http://showroom.aliner.com/ . You could likely rent the camper way cheaper than the RV and the tow vehicle can still be fairly modest in size and horsepower. Plus you have the advantage of being able to park the camper and go roving the area in the car for images, food, etc.
    Gary Beasley

  5. #15
    copake_ham's Avatar
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    Quote Originally Posted by jos View Post
    ....

    If I don't find a R.V. (or van), I'll have to look for another way to travel around the country. It's not for the luxury I want a R.V, I think it's the best way to make a photo reportage. I want to see a large part of america, because I want to get to know the country, so I don't want to limit myself to three states (wich would be much easer). The thing is: with a bus or a train, you only get to see cities, and I'm mostly interested in the village life and the America wich you don't see in the movies or on the television.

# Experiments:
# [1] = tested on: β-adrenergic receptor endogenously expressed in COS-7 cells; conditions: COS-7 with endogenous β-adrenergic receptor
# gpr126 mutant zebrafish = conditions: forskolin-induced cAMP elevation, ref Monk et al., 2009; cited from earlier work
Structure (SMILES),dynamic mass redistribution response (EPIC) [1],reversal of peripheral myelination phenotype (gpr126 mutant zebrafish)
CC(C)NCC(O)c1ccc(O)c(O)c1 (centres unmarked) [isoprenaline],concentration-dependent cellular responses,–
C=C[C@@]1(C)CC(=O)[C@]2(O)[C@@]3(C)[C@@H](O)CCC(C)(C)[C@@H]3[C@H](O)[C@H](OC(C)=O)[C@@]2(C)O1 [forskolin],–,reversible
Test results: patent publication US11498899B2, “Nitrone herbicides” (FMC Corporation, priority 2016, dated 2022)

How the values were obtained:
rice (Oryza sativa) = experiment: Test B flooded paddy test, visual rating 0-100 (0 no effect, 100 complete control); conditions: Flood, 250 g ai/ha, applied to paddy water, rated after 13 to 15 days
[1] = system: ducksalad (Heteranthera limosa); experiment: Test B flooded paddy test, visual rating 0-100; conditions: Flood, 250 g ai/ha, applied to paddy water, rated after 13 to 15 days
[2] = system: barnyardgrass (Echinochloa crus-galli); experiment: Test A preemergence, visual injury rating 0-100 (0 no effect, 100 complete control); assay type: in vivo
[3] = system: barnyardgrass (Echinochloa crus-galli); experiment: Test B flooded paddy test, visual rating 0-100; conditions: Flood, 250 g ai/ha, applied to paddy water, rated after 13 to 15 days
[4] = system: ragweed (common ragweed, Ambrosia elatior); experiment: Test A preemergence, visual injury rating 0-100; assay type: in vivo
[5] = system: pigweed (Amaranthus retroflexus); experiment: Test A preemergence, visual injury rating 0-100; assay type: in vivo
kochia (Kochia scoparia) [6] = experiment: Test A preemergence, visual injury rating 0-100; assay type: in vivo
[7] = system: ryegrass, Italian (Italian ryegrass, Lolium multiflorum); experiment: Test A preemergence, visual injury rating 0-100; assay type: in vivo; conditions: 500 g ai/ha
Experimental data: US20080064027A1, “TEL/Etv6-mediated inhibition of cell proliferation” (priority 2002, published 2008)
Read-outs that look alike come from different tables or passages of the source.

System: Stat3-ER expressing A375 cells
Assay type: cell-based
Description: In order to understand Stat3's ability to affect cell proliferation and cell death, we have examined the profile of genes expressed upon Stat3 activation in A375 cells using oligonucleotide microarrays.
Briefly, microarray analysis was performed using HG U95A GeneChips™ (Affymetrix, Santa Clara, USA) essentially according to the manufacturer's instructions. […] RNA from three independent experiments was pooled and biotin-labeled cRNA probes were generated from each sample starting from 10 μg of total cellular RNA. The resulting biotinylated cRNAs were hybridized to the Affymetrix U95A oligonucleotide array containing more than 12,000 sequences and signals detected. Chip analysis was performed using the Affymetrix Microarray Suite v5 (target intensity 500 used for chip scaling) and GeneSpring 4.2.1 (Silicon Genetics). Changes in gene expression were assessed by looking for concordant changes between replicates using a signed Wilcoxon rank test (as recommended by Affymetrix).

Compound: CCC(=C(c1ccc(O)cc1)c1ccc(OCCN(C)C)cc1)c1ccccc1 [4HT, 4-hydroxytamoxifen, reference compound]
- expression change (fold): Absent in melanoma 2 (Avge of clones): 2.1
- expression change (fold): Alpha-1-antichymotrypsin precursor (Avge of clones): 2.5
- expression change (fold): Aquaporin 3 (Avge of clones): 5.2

I want to make a reportage of people who work two shifts a day and of people with two swimming pools. Of a teenage boy whose mind is on baseball the whole day long and of a elderly guy whose mind is on alcohol the whole day (and night) long. And I prefer to go on photographing this guy untill he goes home at 1AM without thinking about a place to sleep that night. Do you get what I mean?
    In all frankness, it's sounds as if you have already formed the image of what you want to find - rather than making your journey one of discovery. Are you seeking to learn what is - or confirm what you expect it to be?

    Fewer and fewer Americans live in "villages". Most live in cities and their surrounding suburbs. In fact, you'll probably find more unrealistic, idealized images of American villages on TV and movies than in real life.